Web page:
As the Civil War and its economic repercussions caused immense suffering to many individuals, they turned to religion for relief. Spurgeon took full advantage of this religious enthusiasm.
Charles and Susannah married in January 1856 and soon after gave birth to twin sons named Thomas who later served as pastor at Metropolitan Tabernacle Church – then the largest congregation in Britain at that time.
Early Life and Education
Spurgeon had limited formal education as a youth but self-taught himself Puritan theology and Victorian literature, serving as usher and teaching assistant before beginning his preaching career.
Spurgeon was so well-received for his sermons that he founded multiple ministries, such as a pastors’ college and orphanage. Additionally, he published over 50 books. Spurgeon strongly opposed liberal and evolutionist theologies even within his own denomination.
Spurgeon was an unapologetic Calvinist and would not compromise any point of doctrine for peace among Christian churches. At the end of his life, however, he became alarmed at what he perceived to be an erosion of orthodoxy in the Baptist Union.
At 19, Spurgeon pastored a small church at Waterbeach in Cambridgeshire. His sermons were highly regarded for their biblical depth, eloquence and clarity; these qualities earned him praise among members. Spurgeon also campaigned hard against antinomianism by emphasizing Christian holiness while restricting membership only to those making credible professions of faith.
Spurgeon wrote several books during his life, such as hymnals, prayer books, devotionals and commentaries. Additionally he established Stockwell Orphanage and encouraged his congregation to reach out to Victorian London’s poor; doing so he provided an exemplar of Reformed and evangelical doctrine’s social implications. DiPrima notes that in spite of preaching weekly sermons as well as writing 150 books while raising an expanding family himself – including 150 sermons preached each week! – Spurgeon still managed time for various kinds of personal ministry including helping out needy.
Achievement and Honors
Spurgeon was one of the most prolific preachers and authors of his time. He published many books with commentaries, sayings, and anecdotes, in addition to preaching many sermons and answering numerous letters from readers.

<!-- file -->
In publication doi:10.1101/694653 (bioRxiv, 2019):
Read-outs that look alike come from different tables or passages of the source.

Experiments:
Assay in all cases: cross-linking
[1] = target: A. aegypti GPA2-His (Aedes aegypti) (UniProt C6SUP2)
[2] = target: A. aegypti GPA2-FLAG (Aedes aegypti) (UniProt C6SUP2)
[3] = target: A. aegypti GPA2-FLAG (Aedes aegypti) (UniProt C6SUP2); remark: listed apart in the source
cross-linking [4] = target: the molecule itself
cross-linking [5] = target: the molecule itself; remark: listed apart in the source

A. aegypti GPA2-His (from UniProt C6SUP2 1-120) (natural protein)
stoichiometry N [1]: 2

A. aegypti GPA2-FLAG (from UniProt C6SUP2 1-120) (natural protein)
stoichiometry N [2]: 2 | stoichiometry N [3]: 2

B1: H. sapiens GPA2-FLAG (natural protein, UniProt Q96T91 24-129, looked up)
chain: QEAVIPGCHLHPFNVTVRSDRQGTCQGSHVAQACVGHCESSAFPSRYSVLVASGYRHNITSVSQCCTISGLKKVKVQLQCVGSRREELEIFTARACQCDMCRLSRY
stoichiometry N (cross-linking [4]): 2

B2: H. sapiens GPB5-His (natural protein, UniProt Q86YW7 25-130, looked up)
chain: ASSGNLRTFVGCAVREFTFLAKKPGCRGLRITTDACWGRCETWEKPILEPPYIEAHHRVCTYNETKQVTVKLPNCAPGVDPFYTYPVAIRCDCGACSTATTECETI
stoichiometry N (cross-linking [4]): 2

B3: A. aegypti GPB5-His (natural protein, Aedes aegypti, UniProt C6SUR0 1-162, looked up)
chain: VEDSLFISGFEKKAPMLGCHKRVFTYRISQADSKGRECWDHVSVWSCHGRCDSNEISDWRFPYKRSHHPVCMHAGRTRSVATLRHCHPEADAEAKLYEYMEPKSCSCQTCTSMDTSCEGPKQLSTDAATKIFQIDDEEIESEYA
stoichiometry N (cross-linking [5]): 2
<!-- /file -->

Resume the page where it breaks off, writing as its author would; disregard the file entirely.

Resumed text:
He is widely regarded as the greatest Baptist pastor ever and led Britain’s largest Baptist congregation at the time of his death. A profound theologian, his sermons included both Biblical doctrine and historical themes that illuminated historical theology.
He also founded a college to train pastors. He was extremely selective about who enrolled, only accepting those with an established call to pastoral ministry. His life stands as an inspiring testimony of what can occur when love of God-centered truth ignites passion for people and mission in the church.
Spurgeon was known for going well beyond preaching during his ministry as editor of a monthly magazine and founder of both ministerial colleges and orphanages he established. He held to Calvinism while also being highly evangelistic – inviting revivalists such as D. L. Moody and Ira Sankey to preach at his church and inviting revivalists like D.L Moody and Ira Sankey for revival meetings there as well. Additionally he wrote multiple books such as Lectures to My Students and Commentary and created Sword and Trowel magazine so pastors could keep in contact.
Spurgeon never lost touch with his roots and often returned to Stambourne, his birthplace, where he grew up. A keen reader and lover of poetry, Spurgeon was known for championing justice as part of his Christian vocation – becoming friends with those oppressed along the way.
Thomas Spurgeon was relatively wealthy for Londoners of his day and used most of his earnings to support his church, Waterbeach Chapel and then New Park Street Chapel, before making contributions toward building the Metropolitan Tabernacle in London.
He created six parachurch ministries aimed at prostitutes, police officers, two orphanages, seventeen homes for widows and a free seminary to train ministers.
Spurgeon produced 49 volumes of sermons, sayings, anecdotes, and illustrations during his life and ministry, which are still studied at seminaries today. William Jewell College in Liberty Missouri’s Charles Haddon Spurgeon Collection features handwritten notes and galley proofs which can be seen displayed permanently at their Spurgeon Center.